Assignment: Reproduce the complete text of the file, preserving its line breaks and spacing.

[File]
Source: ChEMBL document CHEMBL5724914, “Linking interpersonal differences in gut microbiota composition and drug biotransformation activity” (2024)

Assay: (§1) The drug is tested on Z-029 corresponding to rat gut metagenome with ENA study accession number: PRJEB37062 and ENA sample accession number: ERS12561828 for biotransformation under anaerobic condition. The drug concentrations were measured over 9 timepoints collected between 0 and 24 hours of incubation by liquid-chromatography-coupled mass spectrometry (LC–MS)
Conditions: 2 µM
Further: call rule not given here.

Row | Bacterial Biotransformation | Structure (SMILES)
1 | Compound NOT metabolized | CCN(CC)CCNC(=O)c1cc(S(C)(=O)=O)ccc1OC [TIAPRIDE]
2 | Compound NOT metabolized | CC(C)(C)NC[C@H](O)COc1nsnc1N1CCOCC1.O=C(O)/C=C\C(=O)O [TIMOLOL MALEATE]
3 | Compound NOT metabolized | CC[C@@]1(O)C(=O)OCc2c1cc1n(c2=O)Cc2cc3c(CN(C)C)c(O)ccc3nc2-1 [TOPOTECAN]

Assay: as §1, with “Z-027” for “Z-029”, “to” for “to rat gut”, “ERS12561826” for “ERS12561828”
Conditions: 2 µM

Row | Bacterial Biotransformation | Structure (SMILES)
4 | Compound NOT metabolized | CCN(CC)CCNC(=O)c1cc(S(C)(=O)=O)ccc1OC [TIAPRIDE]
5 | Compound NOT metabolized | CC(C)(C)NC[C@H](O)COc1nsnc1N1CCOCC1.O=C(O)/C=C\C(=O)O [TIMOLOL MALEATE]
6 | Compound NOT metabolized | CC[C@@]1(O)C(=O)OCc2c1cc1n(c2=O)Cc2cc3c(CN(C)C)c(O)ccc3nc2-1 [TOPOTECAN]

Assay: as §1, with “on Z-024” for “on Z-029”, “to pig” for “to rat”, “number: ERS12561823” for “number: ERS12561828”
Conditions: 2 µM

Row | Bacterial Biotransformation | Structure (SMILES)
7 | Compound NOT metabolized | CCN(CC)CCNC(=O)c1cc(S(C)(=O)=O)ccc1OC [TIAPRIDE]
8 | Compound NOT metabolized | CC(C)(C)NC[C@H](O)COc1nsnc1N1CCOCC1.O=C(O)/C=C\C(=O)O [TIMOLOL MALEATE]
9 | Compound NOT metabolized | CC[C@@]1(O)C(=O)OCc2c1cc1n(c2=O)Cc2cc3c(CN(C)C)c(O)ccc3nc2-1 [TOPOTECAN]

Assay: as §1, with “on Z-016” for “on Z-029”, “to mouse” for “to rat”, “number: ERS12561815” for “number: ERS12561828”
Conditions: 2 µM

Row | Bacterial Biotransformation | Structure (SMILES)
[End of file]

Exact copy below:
Source: ChEMBL document CHEMBL5724914, “Linking interpersonal differences in gut microbiota composition and drug biotransformation activity” (2024)

Assay: (§1) The drug is tested on Z-029 corresponding to rat gut metagenome with ENA study accession number: PRJEB37062 and ENA sample accession number: ERS12561828 for biotransformation under anaerobic condition. The drug concentrations were measured over 9 timepoints collected between 0 and 24 hours of incubation by liquid-chromatography-coupled mass spectrometry (LC–MS)
Conditions: 2 µM
Further: call rule not given here.

Row | Bacterial Biotransformation | Structure (SMILES)
1 | Compound NOT metabolized | CCN(CC)CCNC(=O)c1cc(S(C)(=O)=O)ccc1OC [TIAPRIDE]
2 | Compound NOT metabolized | CC(C)(C)NC[C@H](O)COc1nsnc1N1CCOCC1.O=C(O)/C=C\C(=O)O [TIMOLOL MALEATE]
3 | Compound NOT metabolized | CC[C@@]1(O)C(=O)OCc2c1cc1n(c2=O)Cc2cc3c(CN(C)C)c(O)ccc3nc2-1 [TOPOTECAN]

Assay: as §1, with “Z-027” for “Z-029”, “to” for “to rat gut”, “ERS12561826” for “ERS12561828”
Conditions: 2 µM

Row | Bacterial Biotransformation | Structure (SMILES)
4 | Compound NOT metabolized | CCN(CC)CCNC(=O)c1cc(S(C)(=O)=O)ccc1OC [TIAPRIDE]
5 | Compound NOT metabolized | CC(C)(C)NC[C@H](O)COc1nsnc1N1CCOCC1.O=C(O)/C=C\C(=O)O [TIMOLOL MALEATE]
6 | Compound NOT metabolized | CC[C@@]1(O)C(=O)OCc2c1cc1n(c2=O)Cc2cc3c(CN(C)C)c(O)ccc3nc2-1 [TOPOTECAN]

Assay: as §1, with “on Z-024” for “on Z-029”, “to pig” for “to rat”, “number: ERS12561823” for “number: ERS12561828”
Conditions: 2 µM

Row | Bacterial Biotransformation | Structure (SMILES)
7 | Compound NOT metabolized | CCN(CC)CCNC(=O)c1cc(S(C)(=O)=O)ccc1OC [TIAPRIDE]
8 | Compound NOT metabolized | CC(C)(C)NC[C@H](O)COc1nsnc1N1CCOCC1.O=C(O)/C=C\C(=O)O [TIMOLOL MALEATE]
9 | Compound NOT metabolized | CC[C@@]1(O)C(=O)OCc2c1cc1n(c2=O)Cc2cc3c(CN(C)C)c(O)ccc3nc2-1 [TOPOTECAN]

Assay: as §1, with “on Z-016” for “on Z-029”, “to mouse” for “to rat”, “number: ERS12561815” for “number: ERS12561828”
Conditions: 2 µM

Row | Bacterial Biotransformation | Structure (SMILES)